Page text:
Electrically conducting composites are one area of interest in the Electronic Materials group at TDA Research. Conducting composites are increasingly being used in the aerospace and consumer electronics industries. The majority of these composites are made with noble metal-filled epoxies and urethanes. The metal fillers in these composites can be quite expensive and heavy (along with a number of other drawbacks). Intrinsically Conducting polymers (ICPs) could replace metal particles as the conductive element in conductive composites for use in sealants and adhesives. ICPs have advantages over metal particles, being lighter in weight and potentially more elastic or flexible. Furthermore, because sealants based on CPs form a polymer-polymer composite rather than a polymer-metal composite, the conductive and non-conductive components are more chemically compatible. Said another way, there is better adhesion or cohesion at the interface between conducting and non-conducting domains. This has been shown to lead to lower percolation thresholds (i.e. lower loading of conducting material giving higher conductivity) and improved mechanical properties in ICP-based polymer blends. The figure above right shows a number of photographs of several conducting composites that have been made at TDA.
ICPs have been studied now for well over two decades, and much has been learned in that time. Among the most successful (and more recent) examples of CPs (for example, polypyrrole, polyaniline, and polythiophene derivatives), electrical conduction arises from an extended network of overlapping p-orbitals (conjugation) over which charge is delocalized. As long as a delocalized pathway exists from one point in the material to another, electrical conduction can occur. Experimental evidence and model theories have demonstrated that this is in fact correct. Random and block copolymers of conducting monomers (such as thiophene, 3-methylthiophene, or pyrrole) and non-conducting monomers (such as methacrylate, styrene, vinyl ethers, or siloxanes) have been prepared and found to have good electronic conductivity.
So how does a conducting pathway form in composites? The figure at right shows two composites. On the left is a composite that has low loading of a conducting filler, and on the right is a composite with a higher loading of conducting filler. The composite on the right is conducting while the composite on the left is not. That is because in the more highly filled composite there is a continous pathway from particle to particle throught which electrical current can flow. There is a specific level of loading at which a composite goes from the structure on the left to the structure on the right. This level is often refered to as the percolation threshold. This percolation behavior has been explained in terms of percolation theory as well as more sophisticated models such as flocculation theory. Both theories predict that below a certain critical concentration (sometimes called the percolation threshold) of the conducting component, the composite material is an insulator. Around the critical concentration a small increase in the concentration of the conducting component increases the conductivity by several orders of magnitude. Above the critical concentration the addition of conducting material brings only a small further increase in the conductivity. The percolation threshold of conducting composites usually ranges between 10 and 30% (Vol. %), but composites of ICPs and polymers have been reported to have a much lower thresholds (1.7 to 2.6 % have been reported). Althought simple percolation cannot explain these low thresholds, flocculation theory, double percolation theory, and directed percolation have been used to predict the low thresholds seen with ICP composites.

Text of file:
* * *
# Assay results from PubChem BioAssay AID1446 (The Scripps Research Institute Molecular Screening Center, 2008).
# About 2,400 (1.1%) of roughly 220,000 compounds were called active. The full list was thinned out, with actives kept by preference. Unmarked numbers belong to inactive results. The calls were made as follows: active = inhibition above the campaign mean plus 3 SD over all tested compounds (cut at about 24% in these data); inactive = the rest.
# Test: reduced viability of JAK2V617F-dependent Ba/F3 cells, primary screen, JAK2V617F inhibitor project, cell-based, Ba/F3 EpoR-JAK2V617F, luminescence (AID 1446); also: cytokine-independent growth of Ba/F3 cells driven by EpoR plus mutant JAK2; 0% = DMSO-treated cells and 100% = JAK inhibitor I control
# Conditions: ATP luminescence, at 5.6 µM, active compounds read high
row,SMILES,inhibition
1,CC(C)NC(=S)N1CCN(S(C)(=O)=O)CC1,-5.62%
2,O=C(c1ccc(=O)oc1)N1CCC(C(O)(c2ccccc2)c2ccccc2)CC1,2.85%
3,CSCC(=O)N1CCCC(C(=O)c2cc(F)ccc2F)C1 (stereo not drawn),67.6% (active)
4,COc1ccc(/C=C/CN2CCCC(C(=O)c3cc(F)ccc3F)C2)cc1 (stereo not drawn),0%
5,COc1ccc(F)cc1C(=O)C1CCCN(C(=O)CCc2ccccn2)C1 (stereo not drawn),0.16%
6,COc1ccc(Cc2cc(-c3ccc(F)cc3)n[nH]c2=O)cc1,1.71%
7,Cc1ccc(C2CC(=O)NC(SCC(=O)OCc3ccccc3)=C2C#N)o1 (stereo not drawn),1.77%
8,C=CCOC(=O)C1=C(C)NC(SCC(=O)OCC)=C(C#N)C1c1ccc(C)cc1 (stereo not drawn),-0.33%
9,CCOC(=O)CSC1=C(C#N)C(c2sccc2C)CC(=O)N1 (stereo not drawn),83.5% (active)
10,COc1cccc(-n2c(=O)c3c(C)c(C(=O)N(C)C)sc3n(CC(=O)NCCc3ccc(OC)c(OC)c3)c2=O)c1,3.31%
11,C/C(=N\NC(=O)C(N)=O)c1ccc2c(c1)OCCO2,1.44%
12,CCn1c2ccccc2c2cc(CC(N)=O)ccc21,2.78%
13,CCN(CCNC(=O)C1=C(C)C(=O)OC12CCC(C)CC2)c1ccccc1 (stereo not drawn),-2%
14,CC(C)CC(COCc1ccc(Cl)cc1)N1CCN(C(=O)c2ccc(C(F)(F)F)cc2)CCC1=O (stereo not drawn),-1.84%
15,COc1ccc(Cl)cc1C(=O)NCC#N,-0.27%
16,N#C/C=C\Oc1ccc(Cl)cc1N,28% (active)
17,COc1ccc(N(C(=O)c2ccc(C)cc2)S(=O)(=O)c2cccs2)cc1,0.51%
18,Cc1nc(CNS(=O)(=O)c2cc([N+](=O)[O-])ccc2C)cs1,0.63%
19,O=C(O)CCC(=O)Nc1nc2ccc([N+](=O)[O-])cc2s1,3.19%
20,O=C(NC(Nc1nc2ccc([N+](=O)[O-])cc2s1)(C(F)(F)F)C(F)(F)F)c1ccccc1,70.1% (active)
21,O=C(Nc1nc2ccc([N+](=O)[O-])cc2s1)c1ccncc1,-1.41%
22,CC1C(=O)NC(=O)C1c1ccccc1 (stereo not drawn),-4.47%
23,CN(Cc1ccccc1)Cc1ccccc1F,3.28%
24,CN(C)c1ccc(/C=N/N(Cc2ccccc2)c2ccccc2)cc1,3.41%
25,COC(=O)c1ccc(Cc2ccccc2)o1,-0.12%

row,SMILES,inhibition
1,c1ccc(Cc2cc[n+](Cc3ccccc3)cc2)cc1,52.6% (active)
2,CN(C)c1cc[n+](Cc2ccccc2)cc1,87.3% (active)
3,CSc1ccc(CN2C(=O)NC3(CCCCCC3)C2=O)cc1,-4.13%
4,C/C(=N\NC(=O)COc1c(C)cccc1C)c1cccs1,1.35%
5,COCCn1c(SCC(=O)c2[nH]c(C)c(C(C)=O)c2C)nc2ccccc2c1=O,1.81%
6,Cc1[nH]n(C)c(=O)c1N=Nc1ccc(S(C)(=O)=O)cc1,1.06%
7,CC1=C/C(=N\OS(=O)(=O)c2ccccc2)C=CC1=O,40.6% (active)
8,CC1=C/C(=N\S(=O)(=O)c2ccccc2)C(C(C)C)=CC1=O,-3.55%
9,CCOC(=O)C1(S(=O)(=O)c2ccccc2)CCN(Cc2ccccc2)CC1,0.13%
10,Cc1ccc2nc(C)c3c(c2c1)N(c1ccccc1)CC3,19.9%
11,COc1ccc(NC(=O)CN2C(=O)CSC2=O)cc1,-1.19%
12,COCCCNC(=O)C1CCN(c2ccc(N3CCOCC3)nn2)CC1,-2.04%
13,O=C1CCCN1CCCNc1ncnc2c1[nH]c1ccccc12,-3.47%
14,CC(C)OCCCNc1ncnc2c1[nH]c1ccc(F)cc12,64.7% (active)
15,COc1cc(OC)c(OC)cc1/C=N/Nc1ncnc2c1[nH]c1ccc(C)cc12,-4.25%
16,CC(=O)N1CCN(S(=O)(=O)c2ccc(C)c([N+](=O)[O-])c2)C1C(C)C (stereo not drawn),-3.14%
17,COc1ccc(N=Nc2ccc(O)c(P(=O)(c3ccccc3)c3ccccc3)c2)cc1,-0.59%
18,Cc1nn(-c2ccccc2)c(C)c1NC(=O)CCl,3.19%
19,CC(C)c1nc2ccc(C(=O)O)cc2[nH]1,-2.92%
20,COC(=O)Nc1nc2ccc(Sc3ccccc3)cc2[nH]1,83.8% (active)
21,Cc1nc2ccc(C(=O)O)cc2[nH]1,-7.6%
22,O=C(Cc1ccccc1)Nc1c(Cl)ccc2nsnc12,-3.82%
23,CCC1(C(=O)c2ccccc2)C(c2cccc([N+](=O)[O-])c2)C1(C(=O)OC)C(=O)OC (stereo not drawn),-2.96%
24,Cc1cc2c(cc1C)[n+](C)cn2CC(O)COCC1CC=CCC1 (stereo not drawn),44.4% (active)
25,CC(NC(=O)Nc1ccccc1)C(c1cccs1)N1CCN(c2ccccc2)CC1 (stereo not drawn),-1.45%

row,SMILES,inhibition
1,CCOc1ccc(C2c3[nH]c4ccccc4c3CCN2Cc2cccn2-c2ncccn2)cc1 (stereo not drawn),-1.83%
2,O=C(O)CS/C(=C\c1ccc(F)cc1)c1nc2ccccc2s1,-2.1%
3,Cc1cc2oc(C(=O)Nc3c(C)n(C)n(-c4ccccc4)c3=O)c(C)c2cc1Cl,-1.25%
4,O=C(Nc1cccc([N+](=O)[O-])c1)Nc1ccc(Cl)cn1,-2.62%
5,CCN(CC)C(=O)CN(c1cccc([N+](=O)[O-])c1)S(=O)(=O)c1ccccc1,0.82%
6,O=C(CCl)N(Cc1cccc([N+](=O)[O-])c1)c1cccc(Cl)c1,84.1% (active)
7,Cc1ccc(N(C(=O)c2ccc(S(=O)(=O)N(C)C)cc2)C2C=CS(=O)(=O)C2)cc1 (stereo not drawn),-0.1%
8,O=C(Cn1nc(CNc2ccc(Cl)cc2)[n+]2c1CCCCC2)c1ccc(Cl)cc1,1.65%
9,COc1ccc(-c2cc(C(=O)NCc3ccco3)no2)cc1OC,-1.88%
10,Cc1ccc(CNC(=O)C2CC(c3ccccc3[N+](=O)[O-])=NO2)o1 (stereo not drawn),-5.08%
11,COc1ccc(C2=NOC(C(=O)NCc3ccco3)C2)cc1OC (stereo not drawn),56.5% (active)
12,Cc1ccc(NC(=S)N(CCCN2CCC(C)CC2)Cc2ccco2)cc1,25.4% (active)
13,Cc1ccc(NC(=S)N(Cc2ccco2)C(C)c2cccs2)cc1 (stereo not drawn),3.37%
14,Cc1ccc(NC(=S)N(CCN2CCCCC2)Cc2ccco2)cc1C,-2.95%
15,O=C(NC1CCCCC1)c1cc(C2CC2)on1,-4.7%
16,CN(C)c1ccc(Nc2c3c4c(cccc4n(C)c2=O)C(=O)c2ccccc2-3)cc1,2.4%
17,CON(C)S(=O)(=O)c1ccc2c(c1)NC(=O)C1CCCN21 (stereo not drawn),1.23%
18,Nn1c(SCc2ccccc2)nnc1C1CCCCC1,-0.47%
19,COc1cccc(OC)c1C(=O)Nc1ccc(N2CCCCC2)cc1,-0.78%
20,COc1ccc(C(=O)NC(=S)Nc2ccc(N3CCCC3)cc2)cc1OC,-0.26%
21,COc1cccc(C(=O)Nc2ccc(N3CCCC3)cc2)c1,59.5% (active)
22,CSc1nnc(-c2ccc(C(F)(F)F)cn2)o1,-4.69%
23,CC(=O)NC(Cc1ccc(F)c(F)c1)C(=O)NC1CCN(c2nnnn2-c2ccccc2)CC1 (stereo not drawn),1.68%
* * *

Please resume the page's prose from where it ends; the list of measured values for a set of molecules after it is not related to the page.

With TDA's excellent expertise in ICP materials, we are investigating their use in new conducting composites. The photomicrographs on the right show two different blends with images taken at the same scale for each sample. The deep blue color comes from the ICP materials; the matrix here is colorless. These images clearly show that phase separation is occurring in these blends, but on a very different size scale for each of the two samples. We are discovering the relationship between these structures and how they relate to bulk properties.
The figure at right shows the bulk conductivity data obtained for a number of TDA's composite samples. These materials exhibit an exellent conductivty at very low fill fractions. We found that composites with filler content below 2.5 wt.% had unmeasureable conductivity (represented by the red dashed line). This means that the percolation threshold of these materials is somewhere around 2.5-3 wt.%. This is an impressive result for TDA's first series of composites. As we begin to explore a wider range of formulations, we expect to find materials that will perform well as conducting sealants, coatings, and adhesives.